“Just as talent has little connection to character, it also has little connection to intelligence, beyond the basic cognitive abilities necessary for the talent to flourish.
The ability, willingness, and desire to hate are keys to success for untalented persons because they lend to their conduct a ruthlessness that it might otherwise lack. Moreover, it serves as a moral justification for that ruthlessness. Everyone thinks that she is a good person, give or take an occasional fall from grace.
It follows, therefore, that those whom she hates must be bad persons, as must be those who are or whom she imagines to be her enemies. (Such a person hates her enemies, but not only her enemies.)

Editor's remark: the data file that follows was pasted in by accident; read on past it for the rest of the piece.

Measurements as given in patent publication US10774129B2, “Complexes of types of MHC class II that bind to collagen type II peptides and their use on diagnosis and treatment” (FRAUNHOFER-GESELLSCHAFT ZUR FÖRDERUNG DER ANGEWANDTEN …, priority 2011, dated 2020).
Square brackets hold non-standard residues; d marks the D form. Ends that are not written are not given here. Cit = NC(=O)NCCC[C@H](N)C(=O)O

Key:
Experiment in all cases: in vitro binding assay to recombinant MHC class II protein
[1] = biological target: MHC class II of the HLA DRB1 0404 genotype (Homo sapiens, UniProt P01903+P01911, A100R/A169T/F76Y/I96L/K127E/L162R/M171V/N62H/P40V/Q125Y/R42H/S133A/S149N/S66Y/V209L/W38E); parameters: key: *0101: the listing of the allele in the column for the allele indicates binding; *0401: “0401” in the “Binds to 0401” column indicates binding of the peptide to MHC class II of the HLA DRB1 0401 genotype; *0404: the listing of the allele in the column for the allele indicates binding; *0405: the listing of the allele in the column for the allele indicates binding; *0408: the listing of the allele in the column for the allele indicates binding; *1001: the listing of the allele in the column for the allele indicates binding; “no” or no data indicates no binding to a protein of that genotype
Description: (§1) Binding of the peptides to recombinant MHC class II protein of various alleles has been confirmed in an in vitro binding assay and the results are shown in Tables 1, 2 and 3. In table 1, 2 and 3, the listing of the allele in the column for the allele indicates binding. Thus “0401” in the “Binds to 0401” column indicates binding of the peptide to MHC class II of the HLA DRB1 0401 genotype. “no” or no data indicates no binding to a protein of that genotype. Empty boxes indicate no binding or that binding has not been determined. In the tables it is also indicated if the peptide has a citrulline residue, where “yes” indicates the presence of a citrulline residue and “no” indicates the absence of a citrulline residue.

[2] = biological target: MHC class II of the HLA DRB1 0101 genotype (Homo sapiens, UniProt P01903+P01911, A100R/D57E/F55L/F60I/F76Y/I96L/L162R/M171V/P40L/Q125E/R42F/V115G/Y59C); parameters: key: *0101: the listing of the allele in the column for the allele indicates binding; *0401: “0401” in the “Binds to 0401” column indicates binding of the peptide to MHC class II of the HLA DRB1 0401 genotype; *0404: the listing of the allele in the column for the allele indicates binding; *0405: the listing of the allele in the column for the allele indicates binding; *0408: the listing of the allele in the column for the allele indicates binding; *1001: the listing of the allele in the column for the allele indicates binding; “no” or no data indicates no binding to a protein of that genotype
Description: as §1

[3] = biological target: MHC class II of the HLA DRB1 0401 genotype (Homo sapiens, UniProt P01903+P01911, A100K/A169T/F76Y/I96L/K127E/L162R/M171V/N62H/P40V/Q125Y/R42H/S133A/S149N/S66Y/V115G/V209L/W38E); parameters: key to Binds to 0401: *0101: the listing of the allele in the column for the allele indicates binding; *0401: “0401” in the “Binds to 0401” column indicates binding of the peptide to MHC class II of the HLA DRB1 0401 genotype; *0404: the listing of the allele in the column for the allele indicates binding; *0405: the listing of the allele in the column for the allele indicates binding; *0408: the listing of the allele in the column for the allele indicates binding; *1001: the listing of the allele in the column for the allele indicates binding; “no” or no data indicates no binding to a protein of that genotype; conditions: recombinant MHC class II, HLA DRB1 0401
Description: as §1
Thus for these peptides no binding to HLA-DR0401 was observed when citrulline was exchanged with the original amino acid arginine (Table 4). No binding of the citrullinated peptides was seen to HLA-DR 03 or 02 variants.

It also follows that ruthlessness becomes a moral duty, for otherwise the bad would triumph over the good. Did not Burke say that all that was necessary for evil to triumph was for good men to do nothing? Actually, it is not certain that he said it, but a moral aphorism’s truth does not depend upon its provenance.
So in the minds of the untalented ambitious, their own ruthlessness becomes not a rather unpleasant human trait, occasionally but by no means often justified by the moral purpose that it serves, but rather a sign of their own purpose’s laudable seriousness. Only the ambition of others is bad, but that is because they are enemies or bad people. Hence, no quarter is due to them, and scruple becomes faintheartedness or cowardice.”